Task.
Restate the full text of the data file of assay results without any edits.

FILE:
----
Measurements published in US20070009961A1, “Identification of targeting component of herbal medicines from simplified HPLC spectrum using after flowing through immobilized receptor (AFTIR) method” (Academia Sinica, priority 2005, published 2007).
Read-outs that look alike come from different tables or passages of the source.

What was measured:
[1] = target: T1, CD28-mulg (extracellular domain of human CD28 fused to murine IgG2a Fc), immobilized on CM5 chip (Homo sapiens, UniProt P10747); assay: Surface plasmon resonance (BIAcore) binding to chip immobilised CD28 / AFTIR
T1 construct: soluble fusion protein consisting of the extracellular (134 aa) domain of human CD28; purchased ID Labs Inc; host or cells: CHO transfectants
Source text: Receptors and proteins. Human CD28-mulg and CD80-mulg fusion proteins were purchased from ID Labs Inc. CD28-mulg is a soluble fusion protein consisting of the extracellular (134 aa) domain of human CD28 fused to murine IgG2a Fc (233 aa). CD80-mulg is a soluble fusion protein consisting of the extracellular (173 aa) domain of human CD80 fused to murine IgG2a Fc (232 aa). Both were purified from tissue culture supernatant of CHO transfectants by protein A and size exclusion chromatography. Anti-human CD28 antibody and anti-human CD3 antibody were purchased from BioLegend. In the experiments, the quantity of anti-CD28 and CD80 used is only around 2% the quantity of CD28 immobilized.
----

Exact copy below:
Measurements published in US20070009961A1, “Identification of targeting component of herbal medicines from simplified HPLC spectrum using after flowing through immobilized receptor (AFTIR) method” (Academia Sinica, priority 2005, published 2007).
Read-outs that look alike come from different tables or passages of the source.

What was measured:
[1] = target: T1, CD28-mulg (extracellular domain of human CD28 fused to murine IgG2a Fc), immobilized on CM5 chip (Homo sapiens, UniProt P10747); assay: Surface plasmon resonance (BIAcore) binding to chip immobilised CD28 / AFTIR
T1 construct: soluble fusion protein consisting of the extracellular (134 aa) domain of human CD28; purchased ID Labs Inc; host or cells: CHO transfectants
Source text: Receptors and proteins. Human CD28-mulg and CD80-mulg fusion proteins were purchased from ID Labs Inc. CD28-mulg is a soluble fusion protein consisting of the extracellular (134 aa) domain of human CD28 fused to murine IgG2a Fc (233 aa). CD80-mulg is a soluble fusion protein consisting of the extracellular (173 aa) domain of human CD80 fused to murine IgG2a Fc (232 aa). Both were purified from tissue culture supernatant of CHO transfectants by protein A and size exclusion chromatography. Anti-human CD28 antibody and anti-human CD3 antibody were purchased from BioLegend. In the experiments, the quantity of anti-CD28 and CD80 used is only around 2% the quantity of CD28 immobilized.